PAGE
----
Open the Lantern

Each year, the spring festival brings about traditions. A lot of craftsmanship is put into a custom, popular in south china, for families and villages to celebrate having a baby boy.

Deep in a small alleyway called Wangwu Street in Guancheng, Uncle Nan and his wife, along with his daughter-in-law, immerse themselves in the repetitive manual work of splitting apart bamboo and sticking together auspicious papers in their dimly lit workshop to make lanterns. Few people in Dongguan are left making this kind of traditional paper artwork. Uncle Nan is one of them. Every year, he needs to produce dozens of 1-meter-long lanterns before the Spring Festival.

In November, several local craftsmen—like Uncle Nan—make the traditional octagonal paper lanterns for the Lantern Opening ceremony, also known as Kai Deng (开灯). It is a unique Spring Festival custom in South China, around Guangdong and Guangxi, and is extremely popular in rural areas. Families who had a baby boy the previous year are supposed to complete a ritual that requires them to hang up this type of lantern in their living room, ancestral hall and other shrines throughout the village.

On the first day of Chinese New Year, they need to “open” the lantern by cutting the lantern on the side with a knife and place a candle or light bulb inside. After the ritual, they usually hold a grand banquet, inviting the whole village to celebrate with them. That’s why locals are often invited to endless banquets during Chinese New Year.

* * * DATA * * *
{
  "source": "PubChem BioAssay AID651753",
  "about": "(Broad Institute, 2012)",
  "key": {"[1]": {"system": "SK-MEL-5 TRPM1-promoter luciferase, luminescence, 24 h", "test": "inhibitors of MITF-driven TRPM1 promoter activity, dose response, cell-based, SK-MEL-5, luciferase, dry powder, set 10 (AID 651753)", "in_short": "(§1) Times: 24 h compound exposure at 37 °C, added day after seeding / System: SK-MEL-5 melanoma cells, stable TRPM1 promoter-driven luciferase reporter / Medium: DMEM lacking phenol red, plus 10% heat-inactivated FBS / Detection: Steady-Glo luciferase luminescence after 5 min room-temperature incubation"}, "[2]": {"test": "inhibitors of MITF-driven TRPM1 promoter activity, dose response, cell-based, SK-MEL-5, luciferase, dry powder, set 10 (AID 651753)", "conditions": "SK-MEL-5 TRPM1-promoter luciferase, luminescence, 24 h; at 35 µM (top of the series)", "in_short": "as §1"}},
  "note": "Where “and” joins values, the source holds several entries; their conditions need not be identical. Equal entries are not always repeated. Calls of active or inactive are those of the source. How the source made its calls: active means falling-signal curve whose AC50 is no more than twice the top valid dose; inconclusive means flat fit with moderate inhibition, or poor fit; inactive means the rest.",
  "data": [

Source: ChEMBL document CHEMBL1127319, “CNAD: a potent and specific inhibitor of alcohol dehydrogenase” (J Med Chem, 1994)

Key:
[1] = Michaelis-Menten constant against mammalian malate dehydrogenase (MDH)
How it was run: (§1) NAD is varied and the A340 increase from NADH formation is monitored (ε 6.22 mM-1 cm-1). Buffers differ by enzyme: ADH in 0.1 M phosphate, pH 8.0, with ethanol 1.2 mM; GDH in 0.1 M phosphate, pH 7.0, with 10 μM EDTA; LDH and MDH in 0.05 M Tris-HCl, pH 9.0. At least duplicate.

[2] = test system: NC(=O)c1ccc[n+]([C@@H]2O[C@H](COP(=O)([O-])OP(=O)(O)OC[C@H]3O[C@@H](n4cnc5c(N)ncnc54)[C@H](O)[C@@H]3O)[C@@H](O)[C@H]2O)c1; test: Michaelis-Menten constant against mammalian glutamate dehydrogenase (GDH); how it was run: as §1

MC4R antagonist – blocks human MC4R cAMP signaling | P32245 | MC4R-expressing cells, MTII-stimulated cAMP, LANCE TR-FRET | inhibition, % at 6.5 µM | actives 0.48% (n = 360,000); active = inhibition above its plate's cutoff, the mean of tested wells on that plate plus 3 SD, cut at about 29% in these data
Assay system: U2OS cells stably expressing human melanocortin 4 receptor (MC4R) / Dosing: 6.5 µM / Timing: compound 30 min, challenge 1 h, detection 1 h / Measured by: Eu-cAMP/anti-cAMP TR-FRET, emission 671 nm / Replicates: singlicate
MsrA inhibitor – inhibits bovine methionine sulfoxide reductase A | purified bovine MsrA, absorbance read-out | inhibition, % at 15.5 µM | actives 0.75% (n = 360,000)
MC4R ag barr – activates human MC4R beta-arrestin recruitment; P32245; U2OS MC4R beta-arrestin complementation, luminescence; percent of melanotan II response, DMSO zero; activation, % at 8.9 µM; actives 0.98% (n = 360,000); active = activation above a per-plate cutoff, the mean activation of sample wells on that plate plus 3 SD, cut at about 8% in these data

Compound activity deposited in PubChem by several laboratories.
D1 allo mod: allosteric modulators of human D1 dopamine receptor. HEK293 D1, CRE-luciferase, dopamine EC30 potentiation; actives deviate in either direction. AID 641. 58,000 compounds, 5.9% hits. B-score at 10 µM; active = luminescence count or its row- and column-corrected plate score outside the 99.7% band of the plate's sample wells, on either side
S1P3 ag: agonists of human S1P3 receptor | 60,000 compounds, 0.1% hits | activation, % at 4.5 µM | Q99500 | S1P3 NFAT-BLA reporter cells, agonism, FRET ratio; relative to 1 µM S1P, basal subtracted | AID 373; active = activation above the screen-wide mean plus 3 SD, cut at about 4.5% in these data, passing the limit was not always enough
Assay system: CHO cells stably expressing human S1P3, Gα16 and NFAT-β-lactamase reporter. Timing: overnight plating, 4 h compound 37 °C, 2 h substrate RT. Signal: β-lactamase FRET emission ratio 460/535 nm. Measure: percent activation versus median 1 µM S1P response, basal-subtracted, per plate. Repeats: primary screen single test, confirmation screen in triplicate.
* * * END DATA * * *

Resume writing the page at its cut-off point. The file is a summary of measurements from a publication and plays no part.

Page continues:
After the ritual, they usually hold a grand banquet, inviting the whole village to celebrate with them.

The lantern placed in the ancestral hall is the biggest one out of all the others in the village, normally bigger than one meter in diameter. Comprised of multiple cubes, each one is covered with a meaningful painting depicting fortunate life events, such as adding a son, achieving outstanding scores on exams or celebrating a long life.

In Chinese culture, there’s probably nothing more important than having a son, which is considered the only way to carry on the family lineage. (Nowadays a girl can carry on the name as well.) It’s no secret that China is a patriarchal society, and traditionally women had little rights or freedom.

The beautiful lanterns and their makings are listed as part of Intangible Cultural Heritage. The most breathtaking and stylish one has a thousand corners. The thousand-angle lantern is as big as a truck with a tiny light on each corner. The Chinese pronunciation of light, deng, is like ding, meaning male offspring, thus, a thousand-angles symbolizes a thousand male offspring.

Another reason for the fame of the thousand-angle lantern is the mysterious legend behind it. It is said that when the Song Dynasty (960-1279) ended, the last emperor’s sister escaped and settled in Dongguan. She married a Dongguan man and when they had a son, she used the 24 belts she carried out of the palace to make the lantern decorations, which depicted the 24 well-known stories of filial piety. She made the lantern every ten years and only passed on the skills to her descents. So, the thousand-angle lantern was exclusive to her family for a long time.

Although this ceremony is widespread in Dongguan, every village has a slightly different custom. For example, in Chashan villagers like to give out clay dolls as a gift to guests, especially children, after the banquet.

There used to be local craftsmen making all kinds of clay figures from Chinese mythology and Cantonese operas. Originally, four real patriotic heroes from the Song Dynasty were made into clay dolls and handed out to children, wishing them to grow up becoming the same kind of people who were devoted to our country.